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The great myth of innovation

by The Wrinkle | September 26, 2010

Several weeks ago there was a “left field” seminar on lateral singing in Tasmania. Alan Kohler was there as a participant and summarised the views of one Jonathan West, a former Harvard associate professor who now lives in Tasmania. Mr. West has done various work on innovation type projects for Access Economics and the NSW government (maybe best not to go there) among others. However as the Wrinkle is always interested in the unusual, or less obvious I thought it was worth sharing the four most important innovations of the 20th century as outlined by Mr. West.

Let’s start with the Haber-Bosch method for fixing nitrogen, apparently this is the process of converting atmospheric nitrogen into ammonia. The ammonia can then in turn be oxidized to create nitrates (read fertiliser). Which in turn means 2% of the population can feed the other 98% rather than the 20% odd required on the land at the beginning of the century. Given science is not my strong suit, this is the first time the Wrinkle had ever heard of Haber-Bosch, but the argument certainly holds merit.

Another of the four is the atomic bomb due to its power as a war deterrent. There could be a bit more debate around this one, the Wrinkle is still not entirely convinced that it wasn’t more good luck than good management at play in preventing another nuclear episode during the Cold War.

The next is containerisation and the ability to move goods quickly and efficiently around the world. China would certainly seem to prove this point, and I suppose on balance you could say it was a bigger impact than global air travel.

Those were the top three, and when quizzed on a possible fourth it was the birth control pill.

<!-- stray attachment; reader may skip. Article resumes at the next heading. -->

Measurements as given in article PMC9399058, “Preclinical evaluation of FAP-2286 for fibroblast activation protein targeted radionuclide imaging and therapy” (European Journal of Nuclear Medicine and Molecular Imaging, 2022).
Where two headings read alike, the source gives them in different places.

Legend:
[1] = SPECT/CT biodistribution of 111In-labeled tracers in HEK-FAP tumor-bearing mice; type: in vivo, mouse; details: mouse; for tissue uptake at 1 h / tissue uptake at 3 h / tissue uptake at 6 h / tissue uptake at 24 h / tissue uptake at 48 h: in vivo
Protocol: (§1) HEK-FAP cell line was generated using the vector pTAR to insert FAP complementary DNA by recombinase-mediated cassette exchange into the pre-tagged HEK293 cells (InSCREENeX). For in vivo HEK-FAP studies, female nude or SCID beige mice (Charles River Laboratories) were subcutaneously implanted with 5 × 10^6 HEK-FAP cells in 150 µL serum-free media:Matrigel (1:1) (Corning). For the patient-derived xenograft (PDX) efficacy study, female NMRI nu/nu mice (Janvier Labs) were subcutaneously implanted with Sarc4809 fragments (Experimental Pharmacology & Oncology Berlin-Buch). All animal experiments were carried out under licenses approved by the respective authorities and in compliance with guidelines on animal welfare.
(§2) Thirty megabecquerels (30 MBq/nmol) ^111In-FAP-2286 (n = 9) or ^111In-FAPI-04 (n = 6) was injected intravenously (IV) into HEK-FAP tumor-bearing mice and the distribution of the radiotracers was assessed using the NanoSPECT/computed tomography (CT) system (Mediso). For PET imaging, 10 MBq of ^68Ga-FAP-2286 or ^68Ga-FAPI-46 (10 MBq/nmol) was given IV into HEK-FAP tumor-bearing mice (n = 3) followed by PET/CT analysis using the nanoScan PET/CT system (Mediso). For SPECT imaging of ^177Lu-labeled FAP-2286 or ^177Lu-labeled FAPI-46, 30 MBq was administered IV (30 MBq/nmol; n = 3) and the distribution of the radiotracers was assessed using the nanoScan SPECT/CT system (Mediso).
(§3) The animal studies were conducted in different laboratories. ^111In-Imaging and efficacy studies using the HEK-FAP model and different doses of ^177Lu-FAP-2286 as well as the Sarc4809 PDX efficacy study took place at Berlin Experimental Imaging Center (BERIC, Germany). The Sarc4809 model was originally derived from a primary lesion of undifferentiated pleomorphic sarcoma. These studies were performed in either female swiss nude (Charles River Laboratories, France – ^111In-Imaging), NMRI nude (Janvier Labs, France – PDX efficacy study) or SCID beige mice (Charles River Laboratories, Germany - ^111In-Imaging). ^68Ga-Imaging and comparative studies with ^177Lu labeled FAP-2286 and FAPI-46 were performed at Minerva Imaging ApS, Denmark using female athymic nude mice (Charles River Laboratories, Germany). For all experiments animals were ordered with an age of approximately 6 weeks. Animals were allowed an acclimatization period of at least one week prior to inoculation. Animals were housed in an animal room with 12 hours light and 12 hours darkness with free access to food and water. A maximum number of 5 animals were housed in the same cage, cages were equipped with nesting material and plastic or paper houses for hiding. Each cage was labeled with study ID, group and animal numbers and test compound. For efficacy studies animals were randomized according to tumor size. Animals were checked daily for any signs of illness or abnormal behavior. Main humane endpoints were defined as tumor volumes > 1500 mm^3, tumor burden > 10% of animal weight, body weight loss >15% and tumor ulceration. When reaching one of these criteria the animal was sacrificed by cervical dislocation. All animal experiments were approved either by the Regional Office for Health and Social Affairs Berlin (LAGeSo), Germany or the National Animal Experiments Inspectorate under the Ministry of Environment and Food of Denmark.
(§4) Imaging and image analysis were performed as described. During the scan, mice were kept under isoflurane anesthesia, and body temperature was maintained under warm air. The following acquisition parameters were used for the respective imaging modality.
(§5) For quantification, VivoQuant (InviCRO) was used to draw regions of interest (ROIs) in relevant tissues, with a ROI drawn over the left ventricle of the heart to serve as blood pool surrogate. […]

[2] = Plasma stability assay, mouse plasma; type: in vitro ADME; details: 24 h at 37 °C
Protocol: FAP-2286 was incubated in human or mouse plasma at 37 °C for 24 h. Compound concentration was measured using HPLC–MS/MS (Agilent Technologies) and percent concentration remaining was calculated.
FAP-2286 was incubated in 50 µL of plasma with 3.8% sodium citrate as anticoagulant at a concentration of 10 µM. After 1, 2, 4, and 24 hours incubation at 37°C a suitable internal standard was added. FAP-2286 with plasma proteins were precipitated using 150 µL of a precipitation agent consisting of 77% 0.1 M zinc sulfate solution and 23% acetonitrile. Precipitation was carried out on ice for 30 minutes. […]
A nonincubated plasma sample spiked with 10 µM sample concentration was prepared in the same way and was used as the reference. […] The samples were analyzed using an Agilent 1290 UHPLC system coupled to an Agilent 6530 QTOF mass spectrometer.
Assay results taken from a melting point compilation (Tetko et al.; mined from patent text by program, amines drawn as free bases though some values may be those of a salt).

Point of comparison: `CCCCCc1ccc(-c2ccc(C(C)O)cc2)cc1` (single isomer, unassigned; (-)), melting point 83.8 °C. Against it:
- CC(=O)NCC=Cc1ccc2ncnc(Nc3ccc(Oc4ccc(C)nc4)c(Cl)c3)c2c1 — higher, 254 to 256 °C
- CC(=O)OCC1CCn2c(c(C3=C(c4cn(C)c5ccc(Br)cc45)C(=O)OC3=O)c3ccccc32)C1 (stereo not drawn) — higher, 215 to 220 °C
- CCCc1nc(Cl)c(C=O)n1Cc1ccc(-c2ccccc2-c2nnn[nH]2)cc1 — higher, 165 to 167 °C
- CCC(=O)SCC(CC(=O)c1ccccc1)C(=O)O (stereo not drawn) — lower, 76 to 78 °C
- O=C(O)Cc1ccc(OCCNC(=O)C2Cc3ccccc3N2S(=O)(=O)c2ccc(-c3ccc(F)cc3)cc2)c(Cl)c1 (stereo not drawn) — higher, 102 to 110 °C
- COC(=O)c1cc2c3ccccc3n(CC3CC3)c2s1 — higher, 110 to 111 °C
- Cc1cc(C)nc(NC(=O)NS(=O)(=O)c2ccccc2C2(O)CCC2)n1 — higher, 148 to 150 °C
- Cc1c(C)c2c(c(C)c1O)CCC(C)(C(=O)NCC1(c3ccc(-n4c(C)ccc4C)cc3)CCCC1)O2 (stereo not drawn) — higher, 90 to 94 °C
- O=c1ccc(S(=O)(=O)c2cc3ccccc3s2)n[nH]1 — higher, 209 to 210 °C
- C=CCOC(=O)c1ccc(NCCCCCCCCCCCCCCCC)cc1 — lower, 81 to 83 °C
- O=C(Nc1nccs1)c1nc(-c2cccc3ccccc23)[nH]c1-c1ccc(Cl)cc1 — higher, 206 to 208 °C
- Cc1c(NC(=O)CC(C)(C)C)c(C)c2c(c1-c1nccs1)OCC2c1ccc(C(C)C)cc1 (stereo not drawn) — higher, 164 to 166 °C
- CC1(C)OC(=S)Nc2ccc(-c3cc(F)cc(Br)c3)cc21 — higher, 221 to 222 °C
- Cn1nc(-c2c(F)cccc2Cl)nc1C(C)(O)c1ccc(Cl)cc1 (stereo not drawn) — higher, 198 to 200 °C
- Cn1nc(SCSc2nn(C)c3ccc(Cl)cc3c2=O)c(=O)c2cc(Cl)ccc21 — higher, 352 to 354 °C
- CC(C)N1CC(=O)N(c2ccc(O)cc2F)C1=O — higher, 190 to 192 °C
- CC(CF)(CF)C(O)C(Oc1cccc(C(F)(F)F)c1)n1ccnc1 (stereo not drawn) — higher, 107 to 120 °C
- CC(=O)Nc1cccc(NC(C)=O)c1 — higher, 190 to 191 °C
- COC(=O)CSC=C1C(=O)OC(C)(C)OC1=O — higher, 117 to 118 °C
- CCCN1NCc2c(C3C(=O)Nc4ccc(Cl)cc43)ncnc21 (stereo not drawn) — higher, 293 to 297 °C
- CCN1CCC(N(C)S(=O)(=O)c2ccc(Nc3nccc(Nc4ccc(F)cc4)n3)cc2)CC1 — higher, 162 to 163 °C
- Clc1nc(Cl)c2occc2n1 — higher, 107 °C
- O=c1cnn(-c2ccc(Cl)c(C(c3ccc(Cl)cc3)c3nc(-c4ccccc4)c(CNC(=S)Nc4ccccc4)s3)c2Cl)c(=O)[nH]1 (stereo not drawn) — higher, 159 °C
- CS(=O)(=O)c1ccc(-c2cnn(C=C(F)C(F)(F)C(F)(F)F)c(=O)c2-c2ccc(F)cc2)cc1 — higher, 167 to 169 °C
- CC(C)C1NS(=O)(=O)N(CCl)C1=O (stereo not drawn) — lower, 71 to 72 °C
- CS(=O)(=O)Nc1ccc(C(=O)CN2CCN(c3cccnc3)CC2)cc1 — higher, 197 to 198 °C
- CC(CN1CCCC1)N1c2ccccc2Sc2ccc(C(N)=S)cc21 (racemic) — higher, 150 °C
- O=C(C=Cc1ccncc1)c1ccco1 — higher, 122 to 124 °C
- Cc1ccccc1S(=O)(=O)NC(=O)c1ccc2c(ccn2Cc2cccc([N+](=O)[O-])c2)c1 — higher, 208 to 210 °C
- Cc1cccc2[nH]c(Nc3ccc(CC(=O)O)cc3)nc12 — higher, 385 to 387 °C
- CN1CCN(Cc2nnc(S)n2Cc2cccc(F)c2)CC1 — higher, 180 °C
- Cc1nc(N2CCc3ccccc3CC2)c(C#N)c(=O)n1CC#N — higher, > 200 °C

In the introduction prior to the list, the opening was “the great myth of innovation is that it arises from individual creativity, when it comes from systems...”

In each of the above cases, “the science was well known already and did not need to be invented, what mattered were the systems needed to make the invention operate on a large scale.

...99% of innovation, if not more, makes things worse and is a complete waste of time.

The trick with innovation is to make sure you have a system that recognises and recovers from the errors.

The last point would certainly be more appropriate in the case of nuclear power rather than nuclear bombs!

I have to say the Wrinkle isn’t quite convinced. Having watched the final of the Inventors on ABC last night there were quite a few interesting new products including a solar power paint, a mental illness test using the human ear, a new gearbox, etc. that potentially have some very serious human, and commercial benefits.

Part of the question undoubtedly is how do you even measure innovation, and what value do you place on incremental improvements versus an “Eureka” moment. The Wrinkle certainly leans towards the power of individual creativity and innovation as a powerful driver; however the “process” view is certainly a different take on the issue and creates an interesting counter point for discussion.

Have a good week.

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